Connecting an Empire
The Imperial Wireless Chain: Origins and Early Developments (1910-1928)
by Ian L. Sanders and Shane Joyce
The Imperial Wireless Chain formed part of an international communications network designed to link the British Empire, whose origins dated back to a 1910 proposal first put forward by Marconi’s Wireless Telegraph Company. Also known as the Empire Wireless Chain, the British Government made a provisional agreement in March 1912 with the Marconi Company, specifying completion of the first phase of the scheme within three years of securing a contract. Some eighteen stations distributed throughout the Empire were initially proposed, to provide communication between Britain and Australia, China, South Africa, Canada, and the West Indies. Under the Marconi proposal, the Company was to be licensed to operate the system for a period of at least twenty years, after which the Government would have the option to assume control.
Up until this time, Imperial communications had relied on the cable networks largely owned and operated by the Eastern Telegraph group of companies, which made a comfortable profit from government business. The enlistment of a private entity to provide a wireless alternative to cable, rather than the formation of a state-owned enterprise, met with fierce opposition from both the affected cable companies and from within Parliament. It was the subject of protracted and, at times, contentious debate. In reality, neither of the Government departments who might have undertaken the work, the Post Office and the Admiralty, was willing to accept the task. It was resolved, therefore, to open the project – at least in principle – to bids from private firms. In addition to the Marconi Company, there were really only two other possible contenders at this time – Siemens Brothers (a wholly owned British subsidiary of the German Telefunken Company) and the newly formed Universal Radio Syndicate with its use of the Poulsen arc system. Of these, only the Marconi Company was initially ever seriously considered.
Following an acrimonious dispute involving claims of insider trading in Marconi shares, the Company began work on a station at Leafield, near Oxford in March 1914 and a station in Egypt a little later. Sites were provisionally selected for in East Africa, South Africa and the Straits Settlements (today’s Malaysia.) But following the outbreak of war in November, the Government decided not to go ahead with the scheme and in January 1915 informed the Marconi Company to cease any further work. The Company thereupon intimated that they would initiate legal proceedings against the Government for breach of contract. With the war consuming all attention to wireless telegraphy, the Admiralty, however, established a number of medium power stations at strategic points around the Empire, the Marconi Company being the contractors.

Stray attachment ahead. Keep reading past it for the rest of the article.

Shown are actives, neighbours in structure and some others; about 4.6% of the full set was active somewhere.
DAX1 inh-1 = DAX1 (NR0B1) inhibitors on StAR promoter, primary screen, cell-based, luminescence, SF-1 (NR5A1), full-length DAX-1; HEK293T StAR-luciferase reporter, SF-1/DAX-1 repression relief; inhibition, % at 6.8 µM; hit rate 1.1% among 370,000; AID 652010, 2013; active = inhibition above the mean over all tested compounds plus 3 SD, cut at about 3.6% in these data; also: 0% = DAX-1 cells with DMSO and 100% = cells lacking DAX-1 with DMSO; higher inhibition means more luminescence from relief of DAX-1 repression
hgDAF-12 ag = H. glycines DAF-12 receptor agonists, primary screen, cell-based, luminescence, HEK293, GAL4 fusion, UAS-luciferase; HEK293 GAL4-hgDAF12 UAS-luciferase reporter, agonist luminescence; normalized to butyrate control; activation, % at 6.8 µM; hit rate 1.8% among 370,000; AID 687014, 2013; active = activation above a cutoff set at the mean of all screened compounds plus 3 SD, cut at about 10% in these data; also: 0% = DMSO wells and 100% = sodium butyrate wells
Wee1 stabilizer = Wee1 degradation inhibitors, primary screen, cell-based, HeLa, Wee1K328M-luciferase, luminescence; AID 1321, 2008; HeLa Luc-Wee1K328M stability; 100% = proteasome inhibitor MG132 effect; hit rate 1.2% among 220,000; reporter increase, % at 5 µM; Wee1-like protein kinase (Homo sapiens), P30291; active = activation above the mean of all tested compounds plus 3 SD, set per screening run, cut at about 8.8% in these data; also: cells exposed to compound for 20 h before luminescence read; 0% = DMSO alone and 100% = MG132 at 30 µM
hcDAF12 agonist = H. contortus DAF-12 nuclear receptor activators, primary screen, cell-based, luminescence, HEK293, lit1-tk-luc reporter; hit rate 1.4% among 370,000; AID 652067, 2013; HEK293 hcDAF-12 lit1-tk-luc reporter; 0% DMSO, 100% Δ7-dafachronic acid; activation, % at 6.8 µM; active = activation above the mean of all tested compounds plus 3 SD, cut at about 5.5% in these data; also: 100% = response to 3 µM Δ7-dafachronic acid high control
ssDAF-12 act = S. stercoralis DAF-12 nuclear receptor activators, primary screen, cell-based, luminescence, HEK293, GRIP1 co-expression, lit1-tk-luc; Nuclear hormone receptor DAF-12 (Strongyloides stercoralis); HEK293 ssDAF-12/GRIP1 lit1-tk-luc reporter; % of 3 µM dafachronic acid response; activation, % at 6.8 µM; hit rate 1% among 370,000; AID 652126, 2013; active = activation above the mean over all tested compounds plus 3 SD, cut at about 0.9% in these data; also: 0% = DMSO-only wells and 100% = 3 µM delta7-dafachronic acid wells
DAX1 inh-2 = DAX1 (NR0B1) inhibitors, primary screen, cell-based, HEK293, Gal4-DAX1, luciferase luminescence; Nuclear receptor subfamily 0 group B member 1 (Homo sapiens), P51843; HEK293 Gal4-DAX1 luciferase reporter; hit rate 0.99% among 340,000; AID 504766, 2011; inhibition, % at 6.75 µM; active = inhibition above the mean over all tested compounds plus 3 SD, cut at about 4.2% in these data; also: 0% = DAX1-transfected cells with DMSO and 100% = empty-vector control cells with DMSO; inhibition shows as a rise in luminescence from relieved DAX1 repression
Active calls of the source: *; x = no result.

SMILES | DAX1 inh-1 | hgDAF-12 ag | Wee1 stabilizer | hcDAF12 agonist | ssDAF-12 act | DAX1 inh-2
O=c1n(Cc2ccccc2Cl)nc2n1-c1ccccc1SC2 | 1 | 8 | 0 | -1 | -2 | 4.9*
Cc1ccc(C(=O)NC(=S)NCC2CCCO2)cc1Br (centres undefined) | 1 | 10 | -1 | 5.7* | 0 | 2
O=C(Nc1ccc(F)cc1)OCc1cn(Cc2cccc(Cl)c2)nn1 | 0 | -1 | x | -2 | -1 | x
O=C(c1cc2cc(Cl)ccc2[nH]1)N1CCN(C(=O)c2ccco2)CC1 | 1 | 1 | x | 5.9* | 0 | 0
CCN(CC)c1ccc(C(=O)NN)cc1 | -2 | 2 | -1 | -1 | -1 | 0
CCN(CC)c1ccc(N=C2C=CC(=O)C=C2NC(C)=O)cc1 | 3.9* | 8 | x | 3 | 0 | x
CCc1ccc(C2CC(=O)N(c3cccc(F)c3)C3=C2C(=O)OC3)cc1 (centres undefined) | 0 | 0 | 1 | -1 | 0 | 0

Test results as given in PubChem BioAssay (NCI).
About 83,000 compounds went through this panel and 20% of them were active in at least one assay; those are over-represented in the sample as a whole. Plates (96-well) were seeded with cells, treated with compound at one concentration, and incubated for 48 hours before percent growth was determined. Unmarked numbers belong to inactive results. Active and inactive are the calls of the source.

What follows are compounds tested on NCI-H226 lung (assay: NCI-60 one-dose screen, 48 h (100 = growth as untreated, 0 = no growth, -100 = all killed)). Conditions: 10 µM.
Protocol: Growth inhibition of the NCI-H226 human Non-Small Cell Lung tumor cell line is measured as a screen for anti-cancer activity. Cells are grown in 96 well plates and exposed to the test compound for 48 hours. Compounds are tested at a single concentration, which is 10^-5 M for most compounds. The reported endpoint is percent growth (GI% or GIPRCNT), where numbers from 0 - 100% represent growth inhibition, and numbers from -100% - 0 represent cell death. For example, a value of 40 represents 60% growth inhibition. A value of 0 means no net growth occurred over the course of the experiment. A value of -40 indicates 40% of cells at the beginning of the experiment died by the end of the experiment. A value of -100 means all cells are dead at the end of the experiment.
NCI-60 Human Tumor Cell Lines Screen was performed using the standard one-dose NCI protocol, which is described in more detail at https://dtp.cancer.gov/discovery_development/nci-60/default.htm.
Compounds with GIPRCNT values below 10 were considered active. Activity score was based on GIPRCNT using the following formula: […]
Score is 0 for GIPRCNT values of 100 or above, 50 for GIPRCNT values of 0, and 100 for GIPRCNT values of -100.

While work on the Imperial chain had been suspended with the onset of war, similar schemes continued to be implemented in France, Germany, Italy and the United States. As a result, at the cessation of hostilities, the British Empire found itself at a distinct disadvantage with respect to its development of long-distance wireless communication. Plans for an Empire wireless scheme were resurrected. After about a year of deliberations and debate, money was eventually allocated by Parliament for the construction of high-power, long wave stations. In the event, the Marconi Company was not awarded the contract for the first two stations to be built in Britain and Egypt. A newly formed enterprise, C.F. Elwell, Limited, a British Company founded by a Stanford-educated Australian engineer, Cyril Frank Elwell was selected. The Marconi Company, however, would ultimately take over the work on the remaining stations. Rapidly evolving developments in long-distance communications, however, would see a transition to directional, short-wave stations, the so-called “beam system,” pioneered by the Marconi Company.